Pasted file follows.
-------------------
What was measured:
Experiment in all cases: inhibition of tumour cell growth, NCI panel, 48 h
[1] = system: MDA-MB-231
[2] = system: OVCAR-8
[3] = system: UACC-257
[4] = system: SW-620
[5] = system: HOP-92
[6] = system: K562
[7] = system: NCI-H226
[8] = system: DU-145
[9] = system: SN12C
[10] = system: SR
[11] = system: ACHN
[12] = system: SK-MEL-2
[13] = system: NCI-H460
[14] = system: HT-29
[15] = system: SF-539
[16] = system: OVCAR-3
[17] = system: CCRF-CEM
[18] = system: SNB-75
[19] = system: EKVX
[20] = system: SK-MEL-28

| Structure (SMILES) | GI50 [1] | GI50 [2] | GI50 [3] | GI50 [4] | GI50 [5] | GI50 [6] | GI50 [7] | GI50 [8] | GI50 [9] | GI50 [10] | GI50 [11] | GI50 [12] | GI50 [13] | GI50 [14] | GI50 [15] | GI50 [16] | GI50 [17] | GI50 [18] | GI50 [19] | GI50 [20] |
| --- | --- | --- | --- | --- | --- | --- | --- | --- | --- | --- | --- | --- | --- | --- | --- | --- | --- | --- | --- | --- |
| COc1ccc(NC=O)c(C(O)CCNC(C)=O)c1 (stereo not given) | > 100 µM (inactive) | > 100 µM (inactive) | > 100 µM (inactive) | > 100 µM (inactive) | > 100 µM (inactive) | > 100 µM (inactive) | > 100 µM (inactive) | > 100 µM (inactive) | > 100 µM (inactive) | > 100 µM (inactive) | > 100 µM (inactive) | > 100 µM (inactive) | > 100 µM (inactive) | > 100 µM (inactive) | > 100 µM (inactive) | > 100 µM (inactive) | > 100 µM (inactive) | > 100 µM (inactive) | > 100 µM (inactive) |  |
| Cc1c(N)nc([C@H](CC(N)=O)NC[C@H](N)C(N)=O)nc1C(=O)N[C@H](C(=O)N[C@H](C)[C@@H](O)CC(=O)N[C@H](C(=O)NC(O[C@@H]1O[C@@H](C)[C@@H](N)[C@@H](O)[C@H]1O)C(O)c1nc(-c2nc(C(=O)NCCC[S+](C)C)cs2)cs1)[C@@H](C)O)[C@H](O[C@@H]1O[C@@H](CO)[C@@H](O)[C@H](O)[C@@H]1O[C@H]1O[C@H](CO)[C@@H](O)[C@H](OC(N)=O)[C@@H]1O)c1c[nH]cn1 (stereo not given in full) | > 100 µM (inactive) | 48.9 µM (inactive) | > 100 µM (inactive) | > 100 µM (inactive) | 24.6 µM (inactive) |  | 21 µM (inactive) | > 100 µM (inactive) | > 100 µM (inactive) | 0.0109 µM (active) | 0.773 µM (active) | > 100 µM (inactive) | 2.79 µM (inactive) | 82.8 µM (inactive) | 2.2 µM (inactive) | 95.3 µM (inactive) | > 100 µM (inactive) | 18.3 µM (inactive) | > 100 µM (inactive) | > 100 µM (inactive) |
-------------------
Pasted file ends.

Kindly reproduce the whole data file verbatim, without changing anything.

What was measured:
Experiment in all cases: inhibition of tumour cell growth, NCI panel, 48 h
[1] = system: MDA-MB-231
[2] = system: OVCAR-8
[3] = system: UACC-257
[4] = system: SW-620
[5] = system: HOP-92
[6] = system: K562
[7] = system: NCI-H226
[8] = system: DU-145
[9] = system: SN12C
[10] = system: SR
[11] = system: ACHN
[12] = system: SK-MEL-2
[13] = system: NCI-H460
[14] = system: HT-29
[15] = system: SF-539
[16] = system: OVCAR-3
[17] = system: CCRF-CEM
[18] = system: SNB-75
[19] = system: EKVX
[20] = system: SK-MEL-28

| Structure (SMILES) | GI50 [1] | GI50 [2] | GI50 [3] | GI50 [4] | GI50 [5] | GI50 [6] | GI50 [7] | GI50 [8] | GI50 [9] | GI50 [10] | GI50 [11] | GI50 [12] | GI50 [13] | GI50 [14] | GI50 [15] | GI50 [16] | GI50 [17] | GI50 [18] | GI50 [19] | GI50 [20] |
| --- | --- | --- | --- | --- | --- | --- | --- | --- | --- | --- | --- | --- | --- | --- | --- | --- | --- | --- | --- | --- |
| COc1ccc(NC=O)c(C(O)CCNC(C)=O)c1 (stereo not given) | > 100 µM (inactive) | > 100 µM (inactive) | > 100 µM (inactive) | > 100 µM (inactive) | > 100 µM (inactive) | > 100 µM (inactive) | > 100 µM (inactive) | > 100 µM (inactive) | > 100 µM (inactive) | > 100 µM (inactive) | > 100 µM (inactive) | > 100 µM (inactive) | > 100 µM (inactive) | > 100 µM (inactive) | > 100 µM (inactive) | > 100 µM (inactive) | > 100 µM (inactive) | > 100 µM (inactive) | > 100 µM (inactive) |  |
| Cc1c(N)nc([C@H](CC(N)=O)NC[C@H](N)C(N)=O)nc1C(=O)N[C@H](C(=O)N[C@H](C)[C@@H](O)CC(=O)N[C@H](C(=O)NC(O[C@@H]1O[C@@H](C)[C@@H](N)[C@@H](O)[C@H]1O)C(O)c1nc(-c2nc(C(=O)NCCC[S+](C)C)cs2)cs1)[C@@H](C)O)[C@H](O[C@@H]1O[C@@H](CO)[C@@H](O)[C@H](O)[C@@H]1O[C@H]1O[C@H](CO)[C@@H](O)[C@H](OC(N)=O)[C@@H]1O)c1c[nH]cn1 (stereo not given in full) | > 100 µM (inactive) | 48.9 µM (inactive) | > 100 µM (inactive) | > 100 µM (inactive) | 24.6 µM (inactive) |  | 21 µM (inactive) | > 100 µM (inactive) | > 100 µM (inactive) | 0.0109 µM (active) | 0.773 µM (active) | > 100 µM (inactive) | 2.79 µM (inactive) | 82.8 µM (inactive) | 2.2 µM (inactive) | 95.3 µM (inactive) | > 100 µM (inactive) | 18.3 µM (inactive) | > 100 µM (inactive) | > 100 µM (inactive) |